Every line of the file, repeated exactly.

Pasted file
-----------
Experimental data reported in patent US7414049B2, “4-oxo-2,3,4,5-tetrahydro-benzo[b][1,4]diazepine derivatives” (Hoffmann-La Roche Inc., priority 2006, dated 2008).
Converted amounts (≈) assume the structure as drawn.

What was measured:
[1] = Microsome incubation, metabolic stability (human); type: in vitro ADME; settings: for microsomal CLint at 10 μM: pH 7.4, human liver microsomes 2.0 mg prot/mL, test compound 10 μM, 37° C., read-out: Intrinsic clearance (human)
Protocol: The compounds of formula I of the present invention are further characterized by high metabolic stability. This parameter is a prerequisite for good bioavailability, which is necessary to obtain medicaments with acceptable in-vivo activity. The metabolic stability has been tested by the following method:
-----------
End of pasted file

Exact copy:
Experimental data reported in patent US7414049B2, “4-oxo-2,3,4,5-tetrahydro-benzo[b][1,4]diazepine derivatives” (Hoffmann-La Roche Inc., priority 2006, dated 2008).
Converted amounts (≈) assume the structure as drawn.

What was measured:
[1] = Microsome incubation, metabolic stability (human); type: in vitro ADME; settings: for microsomal CLint at 10 μM: pH 7.4, human liver microsomes 2.0 mg prot/mL, test compound 10 μM, 37° C., read-out: Intrinsic clearance (human)
Protocol: The compounds of formula I of the present invention are further characterized by high metabolic stability. This parameter is a prerequisite for good bioavailability, which is necessary to obtain medicaments with acceptable in-vivo activity. The metabolic stability has been tested by the following method: